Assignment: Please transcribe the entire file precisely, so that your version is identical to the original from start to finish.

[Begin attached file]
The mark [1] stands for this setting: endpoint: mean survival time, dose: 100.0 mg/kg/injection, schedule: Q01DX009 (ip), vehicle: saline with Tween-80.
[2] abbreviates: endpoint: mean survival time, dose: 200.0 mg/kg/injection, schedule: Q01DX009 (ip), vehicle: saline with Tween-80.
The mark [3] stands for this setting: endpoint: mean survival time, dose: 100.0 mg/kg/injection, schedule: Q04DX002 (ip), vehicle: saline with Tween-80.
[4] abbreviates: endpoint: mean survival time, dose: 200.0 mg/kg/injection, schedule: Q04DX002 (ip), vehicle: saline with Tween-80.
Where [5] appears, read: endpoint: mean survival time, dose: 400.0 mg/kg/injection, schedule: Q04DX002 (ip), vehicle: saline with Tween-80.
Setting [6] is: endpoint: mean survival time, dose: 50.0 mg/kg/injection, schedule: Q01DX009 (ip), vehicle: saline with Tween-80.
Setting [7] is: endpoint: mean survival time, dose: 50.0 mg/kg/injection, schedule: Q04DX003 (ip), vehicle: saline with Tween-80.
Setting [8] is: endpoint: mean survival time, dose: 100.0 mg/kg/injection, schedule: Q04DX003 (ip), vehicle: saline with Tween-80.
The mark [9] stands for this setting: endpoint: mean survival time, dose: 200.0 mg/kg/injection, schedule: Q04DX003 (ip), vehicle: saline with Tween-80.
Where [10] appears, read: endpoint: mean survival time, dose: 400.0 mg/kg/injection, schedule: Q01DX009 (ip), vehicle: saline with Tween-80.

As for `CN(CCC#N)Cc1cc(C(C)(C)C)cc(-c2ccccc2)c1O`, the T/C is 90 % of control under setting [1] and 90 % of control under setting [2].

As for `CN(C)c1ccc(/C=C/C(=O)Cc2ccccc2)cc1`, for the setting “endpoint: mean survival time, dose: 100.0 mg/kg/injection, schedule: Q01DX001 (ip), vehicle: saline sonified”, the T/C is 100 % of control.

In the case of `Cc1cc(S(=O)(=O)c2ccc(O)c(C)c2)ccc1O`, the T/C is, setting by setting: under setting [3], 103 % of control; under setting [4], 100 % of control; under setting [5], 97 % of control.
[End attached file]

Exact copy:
The mark [1] stands for this setting: endpoint: mean survival time, dose: 100.0 mg/kg/injection, schedule: Q01DX009 (ip), vehicle: saline with Tween-80.
[2] abbreviates: endpoint: mean survival time, dose: 200.0 mg/kg/injection, schedule: Q01DX009 (ip), vehicle: saline with Tween-80.
The mark [3] stands for this setting: endpoint: mean survival time, dose: 100.0 mg/kg/injection, schedule: Q04DX002 (ip), vehicle: saline with Tween-80.
[4] abbreviates: endpoint: mean survival time, dose: 200.0 mg/kg/injection, schedule: Q04DX002 (ip), vehicle: saline with Tween-80.
Where [5] appears, read: endpoint: mean survival time, dose: 400.0 mg/kg/injection, schedule: Q04DX002 (ip), vehicle: saline with Tween-80.
Setting [6] is: endpoint: mean survival time, dose: 50.0 mg/kg/injection, schedule: Q01DX009 (ip), vehicle: saline with Tween-80.
Setting [7] is: endpoint: mean survival time, dose: 50.0 mg/kg/injection, schedule: Q04DX003 (ip), vehicle: saline with Tween-80.
Setting [8] is: endpoint: mean survival time, dose: 100.0 mg/kg/injection, schedule: Q04DX003 (ip), vehicle: saline with Tween-80.
The mark [9] stands for this setting: endpoint: mean survival time, dose: 200.0 mg/kg/injection, schedule: Q04DX003 (ip), vehicle: saline with Tween-80.
Where [10] appears, read: endpoint: mean survival time, dose: 400.0 mg/kg/injection, schedule: Q01DX009 (ip), vehicle: saline with Tween-80.

As for `CN(CCC#N)Cc1cc(C(C)(C)C)cc(-c2ccccc2)c1O`, the T/C is 90 % of control under setting [1] and 90 % of control under setting [2].

As for `CN(C)c1ccc(/C=C/C(=O)Cc2ccccc2)cc1`, for the setting “endpoint: mean survival time, dose: 100.0 mg/kg/injection, schedule: Q01DX001 (ip), vehicle: saline sonified”, the T/C is 100 % of control.

In the case of `Cc1cc(S(=O)(=O)c2ccc(O)c(C)c2)ccc1O`, the T/C is, setting by setting: under setting [3], 103 % of control; under setting [4], 100 % of control; under setting [5], 97 % of control.